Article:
‘Students need the freedom to choose’

Former diplomat T.P. Sreenivasan feels the Indian education system requires a more holistic and liberal approach

December 16, 2017 02:36 pm | Updated 02:36 pm IST

Former permanent representative of India to the United Nations, T.P. Sreenivasan has spent decades living abroad among the Japanese, Russians, Americans and the Pacific islanders. After retiring in 2004 from the Indian Foreign Service, he has been writing actively on international relations for several news publications. He also served as vice-chairman of Kerala Higher Education Council from 2011 to 2016.

Sreenivasan is currently director general of Kerala International Centre, an independent foreign policy think tank, and a visiting professor at the Central University of Kerala, Kasargod.

The former diplomat talks about his academic life, which began in a Malayalam medium school at Kayamkulam, and shares his views on India’s education system.

Malayalam to English

My father, K. Parameshwaran Pillai, a school teacher, was adamant that I went to a university after school. So I joined the intermediate college in 1960. There, I got the shock of my life. Everybody was speaking in English, a language that was new to me! Most of the classes were in English and for the first few months I had no idea what was going on. Then, I gradually learned the language. Looking back, it was a good thing that I had to adapt. Otherwise, I probably would’ve struggled with my studies and career later on.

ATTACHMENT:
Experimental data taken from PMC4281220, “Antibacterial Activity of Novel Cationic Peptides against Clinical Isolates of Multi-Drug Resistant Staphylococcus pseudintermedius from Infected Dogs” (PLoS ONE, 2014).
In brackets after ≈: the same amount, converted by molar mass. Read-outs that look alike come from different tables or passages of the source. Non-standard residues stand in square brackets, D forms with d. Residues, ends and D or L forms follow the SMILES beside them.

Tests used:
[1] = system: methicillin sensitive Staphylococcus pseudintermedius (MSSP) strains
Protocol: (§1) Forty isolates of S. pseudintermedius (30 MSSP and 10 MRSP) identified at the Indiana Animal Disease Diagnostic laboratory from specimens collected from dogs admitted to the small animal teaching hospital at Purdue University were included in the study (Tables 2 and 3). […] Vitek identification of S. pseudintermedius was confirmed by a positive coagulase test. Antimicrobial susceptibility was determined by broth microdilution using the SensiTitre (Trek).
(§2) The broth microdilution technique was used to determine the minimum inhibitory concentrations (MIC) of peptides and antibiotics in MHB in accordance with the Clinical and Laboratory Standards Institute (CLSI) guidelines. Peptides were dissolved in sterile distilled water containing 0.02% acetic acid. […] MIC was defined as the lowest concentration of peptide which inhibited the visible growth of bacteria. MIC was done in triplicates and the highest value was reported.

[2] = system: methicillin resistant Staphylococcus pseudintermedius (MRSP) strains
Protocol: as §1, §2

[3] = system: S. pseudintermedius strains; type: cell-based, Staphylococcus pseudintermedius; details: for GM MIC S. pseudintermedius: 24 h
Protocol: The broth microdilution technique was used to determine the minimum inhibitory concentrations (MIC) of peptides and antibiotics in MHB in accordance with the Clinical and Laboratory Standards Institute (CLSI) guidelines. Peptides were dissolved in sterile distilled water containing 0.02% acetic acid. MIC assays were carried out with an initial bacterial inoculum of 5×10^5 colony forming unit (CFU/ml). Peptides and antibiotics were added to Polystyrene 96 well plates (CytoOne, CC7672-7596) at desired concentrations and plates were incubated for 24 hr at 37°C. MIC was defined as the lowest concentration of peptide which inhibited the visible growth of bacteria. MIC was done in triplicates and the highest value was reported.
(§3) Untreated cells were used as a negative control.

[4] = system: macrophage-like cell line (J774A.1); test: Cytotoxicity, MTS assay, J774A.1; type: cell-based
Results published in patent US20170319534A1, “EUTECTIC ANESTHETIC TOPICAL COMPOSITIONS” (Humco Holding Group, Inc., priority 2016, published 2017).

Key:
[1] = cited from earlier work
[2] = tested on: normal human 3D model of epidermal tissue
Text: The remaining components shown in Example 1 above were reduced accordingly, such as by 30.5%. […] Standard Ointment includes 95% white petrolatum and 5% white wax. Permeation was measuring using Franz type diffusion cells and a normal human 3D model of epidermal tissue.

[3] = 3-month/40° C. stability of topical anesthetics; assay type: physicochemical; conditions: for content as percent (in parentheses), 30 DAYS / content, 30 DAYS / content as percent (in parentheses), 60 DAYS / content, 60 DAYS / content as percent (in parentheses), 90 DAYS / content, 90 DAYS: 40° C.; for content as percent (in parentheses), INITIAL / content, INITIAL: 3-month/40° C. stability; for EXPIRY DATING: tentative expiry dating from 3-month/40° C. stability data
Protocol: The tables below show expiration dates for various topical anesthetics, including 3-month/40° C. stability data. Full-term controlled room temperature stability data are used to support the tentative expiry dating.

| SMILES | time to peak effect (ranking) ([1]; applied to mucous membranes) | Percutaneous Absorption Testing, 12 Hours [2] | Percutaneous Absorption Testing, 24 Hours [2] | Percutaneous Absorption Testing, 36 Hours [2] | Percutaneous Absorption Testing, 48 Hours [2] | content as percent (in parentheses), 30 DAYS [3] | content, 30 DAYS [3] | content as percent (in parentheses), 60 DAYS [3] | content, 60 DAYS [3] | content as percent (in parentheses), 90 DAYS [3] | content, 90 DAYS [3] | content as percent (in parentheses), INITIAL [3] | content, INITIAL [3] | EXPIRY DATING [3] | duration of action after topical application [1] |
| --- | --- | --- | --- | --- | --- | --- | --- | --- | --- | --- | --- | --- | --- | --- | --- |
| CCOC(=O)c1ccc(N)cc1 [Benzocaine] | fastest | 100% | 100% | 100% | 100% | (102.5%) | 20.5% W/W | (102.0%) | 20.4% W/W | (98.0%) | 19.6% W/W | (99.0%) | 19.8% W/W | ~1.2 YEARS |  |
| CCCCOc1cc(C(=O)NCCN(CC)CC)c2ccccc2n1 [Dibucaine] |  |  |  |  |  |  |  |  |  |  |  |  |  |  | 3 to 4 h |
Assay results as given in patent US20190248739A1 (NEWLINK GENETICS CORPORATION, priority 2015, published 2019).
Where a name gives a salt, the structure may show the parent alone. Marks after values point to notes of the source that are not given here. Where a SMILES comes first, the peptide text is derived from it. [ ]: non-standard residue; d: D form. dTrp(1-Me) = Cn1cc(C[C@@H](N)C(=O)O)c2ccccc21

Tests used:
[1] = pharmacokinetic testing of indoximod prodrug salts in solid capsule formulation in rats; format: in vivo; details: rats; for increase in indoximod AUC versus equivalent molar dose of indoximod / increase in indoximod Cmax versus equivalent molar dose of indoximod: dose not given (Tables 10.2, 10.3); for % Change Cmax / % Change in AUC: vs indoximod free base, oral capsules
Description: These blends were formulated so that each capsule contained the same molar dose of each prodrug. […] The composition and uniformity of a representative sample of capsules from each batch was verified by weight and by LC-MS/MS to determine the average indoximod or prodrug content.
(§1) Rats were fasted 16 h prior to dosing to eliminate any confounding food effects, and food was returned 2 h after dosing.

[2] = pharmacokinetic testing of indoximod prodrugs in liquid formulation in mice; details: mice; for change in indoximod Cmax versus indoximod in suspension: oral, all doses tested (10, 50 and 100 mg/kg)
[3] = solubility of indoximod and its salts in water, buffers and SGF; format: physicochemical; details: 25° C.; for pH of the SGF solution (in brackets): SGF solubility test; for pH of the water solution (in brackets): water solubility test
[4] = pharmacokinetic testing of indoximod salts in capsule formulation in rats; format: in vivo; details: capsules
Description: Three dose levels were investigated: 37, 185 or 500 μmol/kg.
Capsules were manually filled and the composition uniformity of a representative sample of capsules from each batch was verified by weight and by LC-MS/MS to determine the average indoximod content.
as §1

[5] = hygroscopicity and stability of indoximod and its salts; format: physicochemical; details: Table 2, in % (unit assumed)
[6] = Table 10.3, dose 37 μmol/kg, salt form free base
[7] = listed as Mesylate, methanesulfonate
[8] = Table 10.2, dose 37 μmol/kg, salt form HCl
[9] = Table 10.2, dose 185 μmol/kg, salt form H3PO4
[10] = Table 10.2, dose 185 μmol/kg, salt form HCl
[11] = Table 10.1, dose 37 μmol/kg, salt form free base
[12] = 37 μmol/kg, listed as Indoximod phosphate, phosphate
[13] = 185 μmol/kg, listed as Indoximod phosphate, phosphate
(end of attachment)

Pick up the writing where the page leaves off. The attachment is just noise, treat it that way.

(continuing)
University life

It was a foregone conclusion that I would be joining the foreign service. Shankara Pillai, a family friend, had earlier joined the foreign service and was posted in Canada. My father had great respect for him and wanted me to go abroad like he did. So, I studied BA English in University College. Watching English movies that released in Sreekumar theatre in Thiruvananthapuram for 24 paise is a wonderful memory I have from that time. Those were the best days of my life. I stood first in my class in both BA and MA which gave me other opportunities such as a scholarship to learn flying from the flyers club near the city airport.

Student politics

Many ask me why I support student politics even after that infamous episode last year when student union members attacked me. What happened to me was bad, but I believe student politics is an essential part of college life. Being part of a political party gives you a sense of responsibility as well as belonging. I too was involved in campus politics. At the same time, it is important to make sure political activities do not turn violent and disrupt college life.

Learning on the go

As a diplomat, I had to learn constantly. For every deputation, it’s a new place, people, culture, and language. Keeping myself up-to-date on how society worked in different places was my job. What I learned is that, although people in different countries approach life and its issues quite differently than we do here in India, deep down we are all the same. That wisdom has helped me have a much more open outlook towards the world in general.

In India

Having worked in different countries, I believe India has the worst system in existence. Apart from a handful of establishments, teaching and infrastructure are really poor. We need to reorient and overhaul our education to match up to the rest of the world. A holistic and more liberal approach must be adopted where students have the freedom to choose what they want to learn. One of the major issues here is that when it comes to matters of education and how an institution should be run, students are the last people consulted. That is wrong.

The mentality that the grown-ups know better needs to go, especially when it comes to education. Institutions with potential should be made autonomous. That was something I tried to do during my time in Kerala Higher Education Council. Unfortunately, change is something very few are interested in.

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